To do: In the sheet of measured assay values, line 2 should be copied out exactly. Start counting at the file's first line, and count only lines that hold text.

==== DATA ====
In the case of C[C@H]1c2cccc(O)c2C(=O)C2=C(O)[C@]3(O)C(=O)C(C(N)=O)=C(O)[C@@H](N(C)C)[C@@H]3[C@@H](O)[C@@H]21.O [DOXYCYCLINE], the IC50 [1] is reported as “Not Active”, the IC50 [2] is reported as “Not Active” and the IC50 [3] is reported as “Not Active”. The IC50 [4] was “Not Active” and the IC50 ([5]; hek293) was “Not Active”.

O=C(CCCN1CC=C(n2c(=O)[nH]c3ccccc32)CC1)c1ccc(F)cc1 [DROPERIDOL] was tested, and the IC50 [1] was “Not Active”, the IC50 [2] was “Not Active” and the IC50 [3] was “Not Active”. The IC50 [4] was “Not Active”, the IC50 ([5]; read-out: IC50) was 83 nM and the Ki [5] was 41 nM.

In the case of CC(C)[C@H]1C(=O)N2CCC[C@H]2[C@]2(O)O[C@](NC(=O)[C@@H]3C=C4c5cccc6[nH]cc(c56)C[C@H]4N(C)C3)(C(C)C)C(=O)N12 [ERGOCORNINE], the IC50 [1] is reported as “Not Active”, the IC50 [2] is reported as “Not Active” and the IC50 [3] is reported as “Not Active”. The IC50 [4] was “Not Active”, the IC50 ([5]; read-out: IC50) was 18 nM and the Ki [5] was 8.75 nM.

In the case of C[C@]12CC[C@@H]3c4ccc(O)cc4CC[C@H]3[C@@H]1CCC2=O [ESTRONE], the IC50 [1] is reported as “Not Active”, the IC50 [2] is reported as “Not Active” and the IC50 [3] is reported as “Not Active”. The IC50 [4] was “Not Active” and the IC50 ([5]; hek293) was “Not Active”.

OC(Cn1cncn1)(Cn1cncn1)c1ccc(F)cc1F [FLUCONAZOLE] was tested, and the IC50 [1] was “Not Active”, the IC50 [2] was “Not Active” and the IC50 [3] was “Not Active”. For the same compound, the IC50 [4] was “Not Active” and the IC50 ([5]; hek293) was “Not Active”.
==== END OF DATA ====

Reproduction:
O=C(CCCN1CC=C(n2c(=O)[nH]c3ccccc32)CC1)c1ccc(F)cc1 [DROPERIDOL] was tested, and the IC50 [1] was “Not Active”, the IC50 [2] was “Not Active” and the IC50 [3] was “Not Active”. The IC50 [4] was “Not Active”, the IC50 ([5]; read-out: IC50) was 83 nM and the Ki [5] was 41 nM.